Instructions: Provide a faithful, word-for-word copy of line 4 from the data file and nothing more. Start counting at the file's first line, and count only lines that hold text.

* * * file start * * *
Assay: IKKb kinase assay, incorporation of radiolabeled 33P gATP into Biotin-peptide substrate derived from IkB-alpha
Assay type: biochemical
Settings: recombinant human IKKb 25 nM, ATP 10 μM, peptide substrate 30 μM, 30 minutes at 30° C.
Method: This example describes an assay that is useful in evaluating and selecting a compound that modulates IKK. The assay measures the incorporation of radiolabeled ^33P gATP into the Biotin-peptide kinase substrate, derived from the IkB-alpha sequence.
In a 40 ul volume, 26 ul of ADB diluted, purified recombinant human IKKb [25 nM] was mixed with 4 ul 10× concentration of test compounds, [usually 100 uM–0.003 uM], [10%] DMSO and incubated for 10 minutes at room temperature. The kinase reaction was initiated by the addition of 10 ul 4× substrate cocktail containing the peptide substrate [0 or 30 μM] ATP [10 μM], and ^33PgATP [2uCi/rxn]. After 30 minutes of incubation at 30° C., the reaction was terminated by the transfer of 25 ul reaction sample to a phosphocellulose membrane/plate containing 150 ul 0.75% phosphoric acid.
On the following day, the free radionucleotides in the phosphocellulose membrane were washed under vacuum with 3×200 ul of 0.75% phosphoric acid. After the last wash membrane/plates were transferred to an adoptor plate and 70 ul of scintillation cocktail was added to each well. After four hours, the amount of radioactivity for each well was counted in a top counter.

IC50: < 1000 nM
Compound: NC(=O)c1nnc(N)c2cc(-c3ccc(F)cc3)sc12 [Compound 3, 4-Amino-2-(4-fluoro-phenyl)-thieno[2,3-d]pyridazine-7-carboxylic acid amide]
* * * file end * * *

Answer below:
Method: This example describes an assay that is useful in evaluating and selecting a compound that modulates IKK. The assay measures the incorporation of radiolabeled ^33P gATP into the Biotin-peptide kinase substrate, derived from the IkB-alpha sequence.